Where: Asia Society Museum, 725 Park Avenue

When: September 14, 2018–January 20, 2019. Museum hours: Tuesday–Sunday, 11 a.m.–6 p.m.

Ana Khouri, diamond and paraiba tourmaline Helena ear pieces. Photo: Courtesy of Ana Khouri

8. Ana Khouri, ‘Jewels Now’
Philips Auction House

A three-day selling exhibition of contemporary jewelry by Ana Khouri will be held at Phillips’s New York galleries. Khouri, who has gained traction in both the art and design worlds for her cutting-edge, contemporary designs, approaches her work as an art form—and rightfully so. “The feeling I want to impart is one of radiance, in every sense,” she has said of the jewels that are slated for the fleeting exhibition. “Since founding her company, she has changed the way people interact with and wear their jewelry,” noted Susan Abeles, Phillips’s head of jewels in the Americas.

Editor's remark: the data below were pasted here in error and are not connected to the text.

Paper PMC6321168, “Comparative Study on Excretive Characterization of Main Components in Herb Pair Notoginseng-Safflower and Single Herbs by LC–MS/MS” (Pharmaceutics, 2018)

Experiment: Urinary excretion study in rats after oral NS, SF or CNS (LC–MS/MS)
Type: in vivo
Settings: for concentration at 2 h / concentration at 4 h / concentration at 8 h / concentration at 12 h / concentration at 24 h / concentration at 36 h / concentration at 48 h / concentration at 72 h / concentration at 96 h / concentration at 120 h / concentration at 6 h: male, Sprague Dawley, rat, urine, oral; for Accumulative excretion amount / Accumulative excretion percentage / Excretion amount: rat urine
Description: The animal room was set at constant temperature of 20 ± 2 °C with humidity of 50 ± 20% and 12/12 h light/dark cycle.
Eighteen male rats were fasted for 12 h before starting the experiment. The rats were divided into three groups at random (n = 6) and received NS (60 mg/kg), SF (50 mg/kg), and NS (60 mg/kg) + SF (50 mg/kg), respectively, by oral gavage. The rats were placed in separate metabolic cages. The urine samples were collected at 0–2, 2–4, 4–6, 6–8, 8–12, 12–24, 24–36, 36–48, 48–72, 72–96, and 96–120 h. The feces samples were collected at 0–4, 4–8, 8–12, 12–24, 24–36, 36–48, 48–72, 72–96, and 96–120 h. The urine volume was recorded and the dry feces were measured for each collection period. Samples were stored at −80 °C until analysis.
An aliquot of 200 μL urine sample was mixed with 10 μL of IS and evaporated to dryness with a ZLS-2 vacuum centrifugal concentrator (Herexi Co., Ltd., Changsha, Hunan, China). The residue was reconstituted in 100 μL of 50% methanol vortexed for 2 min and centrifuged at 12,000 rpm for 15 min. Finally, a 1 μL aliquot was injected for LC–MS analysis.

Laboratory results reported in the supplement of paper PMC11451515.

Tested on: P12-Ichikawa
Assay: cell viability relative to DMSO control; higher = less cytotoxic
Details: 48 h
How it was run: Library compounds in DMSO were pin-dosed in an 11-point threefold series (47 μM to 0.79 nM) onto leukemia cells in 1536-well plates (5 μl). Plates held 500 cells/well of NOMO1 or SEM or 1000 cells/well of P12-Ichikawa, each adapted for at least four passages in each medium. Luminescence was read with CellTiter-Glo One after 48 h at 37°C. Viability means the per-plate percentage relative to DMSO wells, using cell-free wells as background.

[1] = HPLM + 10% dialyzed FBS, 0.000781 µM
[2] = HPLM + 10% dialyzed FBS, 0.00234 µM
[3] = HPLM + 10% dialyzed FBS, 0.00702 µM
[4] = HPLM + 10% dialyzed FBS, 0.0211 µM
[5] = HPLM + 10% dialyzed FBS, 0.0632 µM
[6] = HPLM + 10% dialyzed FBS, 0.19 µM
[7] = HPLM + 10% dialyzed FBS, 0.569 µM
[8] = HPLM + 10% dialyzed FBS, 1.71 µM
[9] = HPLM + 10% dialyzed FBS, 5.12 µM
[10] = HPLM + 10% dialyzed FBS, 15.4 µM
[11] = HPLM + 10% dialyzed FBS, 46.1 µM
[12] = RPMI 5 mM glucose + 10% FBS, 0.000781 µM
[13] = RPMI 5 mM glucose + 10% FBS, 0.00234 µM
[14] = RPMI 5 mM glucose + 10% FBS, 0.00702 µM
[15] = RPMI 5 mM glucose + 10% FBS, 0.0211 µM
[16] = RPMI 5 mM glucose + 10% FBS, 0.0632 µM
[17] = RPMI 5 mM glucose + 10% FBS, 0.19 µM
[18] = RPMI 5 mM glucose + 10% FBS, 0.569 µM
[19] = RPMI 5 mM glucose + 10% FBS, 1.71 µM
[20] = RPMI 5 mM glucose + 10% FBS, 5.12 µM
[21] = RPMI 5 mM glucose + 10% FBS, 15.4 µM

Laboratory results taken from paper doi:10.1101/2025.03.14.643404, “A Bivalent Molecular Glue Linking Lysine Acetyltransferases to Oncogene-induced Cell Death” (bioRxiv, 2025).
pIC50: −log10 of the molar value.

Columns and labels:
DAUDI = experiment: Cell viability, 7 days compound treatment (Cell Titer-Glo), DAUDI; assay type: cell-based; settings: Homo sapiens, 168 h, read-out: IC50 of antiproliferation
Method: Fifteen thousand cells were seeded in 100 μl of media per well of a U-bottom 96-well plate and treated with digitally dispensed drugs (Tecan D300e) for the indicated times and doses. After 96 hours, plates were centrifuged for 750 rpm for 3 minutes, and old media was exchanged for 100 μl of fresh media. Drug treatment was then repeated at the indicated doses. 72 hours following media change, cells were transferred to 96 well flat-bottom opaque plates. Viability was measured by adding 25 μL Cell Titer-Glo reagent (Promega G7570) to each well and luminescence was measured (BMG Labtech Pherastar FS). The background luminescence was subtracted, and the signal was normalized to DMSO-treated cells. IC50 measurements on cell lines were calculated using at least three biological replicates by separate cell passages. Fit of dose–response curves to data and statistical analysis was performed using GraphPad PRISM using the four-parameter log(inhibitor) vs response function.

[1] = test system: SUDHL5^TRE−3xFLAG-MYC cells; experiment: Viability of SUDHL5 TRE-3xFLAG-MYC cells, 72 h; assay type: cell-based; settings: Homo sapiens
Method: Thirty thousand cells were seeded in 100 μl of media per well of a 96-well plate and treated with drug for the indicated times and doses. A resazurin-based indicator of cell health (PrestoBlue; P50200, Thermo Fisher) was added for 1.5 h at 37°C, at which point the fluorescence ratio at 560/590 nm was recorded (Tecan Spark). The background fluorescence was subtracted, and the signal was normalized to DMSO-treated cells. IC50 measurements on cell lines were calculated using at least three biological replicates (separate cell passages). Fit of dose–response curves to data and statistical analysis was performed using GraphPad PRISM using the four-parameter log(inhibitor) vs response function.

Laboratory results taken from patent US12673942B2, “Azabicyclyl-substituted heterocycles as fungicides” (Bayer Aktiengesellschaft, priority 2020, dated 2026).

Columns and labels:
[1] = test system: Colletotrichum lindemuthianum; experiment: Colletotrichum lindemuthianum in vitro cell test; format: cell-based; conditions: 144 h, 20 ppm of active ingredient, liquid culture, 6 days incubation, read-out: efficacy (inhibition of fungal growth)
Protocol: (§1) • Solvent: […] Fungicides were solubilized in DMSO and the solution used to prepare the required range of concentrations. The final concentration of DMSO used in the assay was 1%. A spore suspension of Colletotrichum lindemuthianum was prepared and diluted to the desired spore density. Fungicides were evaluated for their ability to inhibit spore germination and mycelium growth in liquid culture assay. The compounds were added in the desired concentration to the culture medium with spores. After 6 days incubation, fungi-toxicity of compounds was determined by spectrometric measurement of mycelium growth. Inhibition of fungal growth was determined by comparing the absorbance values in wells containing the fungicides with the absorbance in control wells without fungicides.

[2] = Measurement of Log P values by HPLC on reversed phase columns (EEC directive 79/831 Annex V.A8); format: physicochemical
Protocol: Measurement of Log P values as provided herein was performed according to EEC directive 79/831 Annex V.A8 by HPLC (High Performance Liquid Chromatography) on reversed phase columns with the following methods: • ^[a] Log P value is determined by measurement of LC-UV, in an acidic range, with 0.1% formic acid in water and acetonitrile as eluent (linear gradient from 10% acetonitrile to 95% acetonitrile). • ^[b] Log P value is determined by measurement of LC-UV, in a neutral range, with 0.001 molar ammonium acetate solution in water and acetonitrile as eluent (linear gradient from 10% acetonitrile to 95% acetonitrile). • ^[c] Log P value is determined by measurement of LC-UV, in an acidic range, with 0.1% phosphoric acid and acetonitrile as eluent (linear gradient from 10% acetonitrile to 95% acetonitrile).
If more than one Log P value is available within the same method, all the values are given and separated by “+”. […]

Where: Phillips Auction House, 450 Park Avenue

 When: September 14–16. Hours: Sunday–Friday, 10 a.m.–6 p.m.

Koichi Sato, Organic vs Inorganic, 2018. Photo: Courtesy of the artist and Jeffrey Deitch

9. ‘Punch’ Curated by Nina Chanel Abney
Jeffrey Deitch 

With buzzworthy artist Nina Chanel Abney at the curatorial helm, this 19-artist group show (Abney included) is certain to pack a punch. Calling upon artists like Katherine Bernhardt, Koichi Sato, and Reginald Sylvester II, the star-studded exhibition will integrate Ab Ex and Pop Art inspirations with elements of graffiti, cartoons, satire, and contemporary design.

Where: Jeffrey Deitch, 18 Wooster Street

When: Opens Saturday, September 15; on view through October 27

Cover: The Bridge.
Photo: Michael Schaffer/Capitol Sunset Photography; Courtesy of the Bridge